Nanosight CTO to Speak About Novel Biomarkers for Early Disease Detection and Treatment

Published on November 11, 2010 at 5:27 AM

NanoSight, world-leading manufacturers of unique nanoparticle characterization technology announce their founder and CTO, Dr Bob Carr, will be speaking at the 2010 Technology World/NanoForum event at London’s ExCeL centre on December 7th.

This meeting annually showcases UK science & technology and this is the third year when NanoSight will give a mainstream presentation in the event which attracts more than 2,000 visitors from all around the world over the two day meeting. Dr Carr will discuss the potential of nanotechnology for early disease detection.

Nanosight CTO to Speak About Novel Biomarkers for Early Disease Detection and Treatment

The condition pre-eclampsia in pregnant women remains a prominent cause of maternal and perinatal death. Pre-eclampsia is symptomless for most of its course and it is relentlessly progressive. No other complication of pregnancy is so common and so dangerous for both mother and baby.

Exosomes are 30nm - 100nm vesicles formed in blood as they shed from cells. Known to have key roles in intercellular communication, exosomes are promising biomarkers for early detection of pre-eclampsia. To date developments in this area have been constrained by limitations in the technology available for measurement of exosomes. Electron microscopy, western blotting, enzyme-linked immunosorbent assays and conventional flow cytometry all have weaknesses in detection and characterisation of exosomes.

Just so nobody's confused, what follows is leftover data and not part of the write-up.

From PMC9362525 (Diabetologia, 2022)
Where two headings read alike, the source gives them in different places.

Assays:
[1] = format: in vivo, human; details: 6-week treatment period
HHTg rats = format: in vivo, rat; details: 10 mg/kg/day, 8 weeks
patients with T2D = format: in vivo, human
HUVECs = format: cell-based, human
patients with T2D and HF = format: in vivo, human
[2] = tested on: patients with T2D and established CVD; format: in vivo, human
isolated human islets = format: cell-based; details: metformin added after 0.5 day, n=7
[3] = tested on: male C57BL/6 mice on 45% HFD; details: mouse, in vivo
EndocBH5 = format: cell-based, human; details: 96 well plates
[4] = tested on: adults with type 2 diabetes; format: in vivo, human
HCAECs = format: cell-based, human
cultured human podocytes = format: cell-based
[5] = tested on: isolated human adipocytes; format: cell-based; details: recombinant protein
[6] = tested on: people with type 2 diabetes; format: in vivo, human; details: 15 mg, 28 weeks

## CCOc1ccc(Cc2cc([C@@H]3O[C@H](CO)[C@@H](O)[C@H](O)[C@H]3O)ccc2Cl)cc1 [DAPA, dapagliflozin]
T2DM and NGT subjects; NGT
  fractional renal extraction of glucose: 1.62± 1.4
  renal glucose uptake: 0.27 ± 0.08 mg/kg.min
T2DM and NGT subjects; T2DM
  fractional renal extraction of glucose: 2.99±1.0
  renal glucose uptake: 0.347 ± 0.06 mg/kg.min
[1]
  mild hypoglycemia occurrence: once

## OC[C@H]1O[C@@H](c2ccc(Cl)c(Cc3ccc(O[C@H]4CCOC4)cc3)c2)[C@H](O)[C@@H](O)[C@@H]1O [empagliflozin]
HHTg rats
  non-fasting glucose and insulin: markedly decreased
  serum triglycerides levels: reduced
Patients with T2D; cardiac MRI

Working with researchers at Oxford Radcliffe Hospitals/University of Oxford, NanoSight has developed unique technology which can for the first time detect and phenotype exosomes.

Starting in 2005, NanoSight developed a method of laser illumination which enables detection and counting of populations of nanoparticles in real time and with little sample preparation. This method, Nanoparticle Tracking Analysis (NTA), simultaneously measures sizes of many particles on a particle-by-particle basis to give a uniquely detailed particle size distribution. Supported by a grant from The Wellcome Trust, the teams have combined fluorescent labeling with NTA to produce a capability to speciate these exosomes. This development effectively extends the power of flow cytometry downwards by one nearly one order of magnitude to the 50-600nm size range, and will perhaps provide early detection of a range of thrombosis-related disease.

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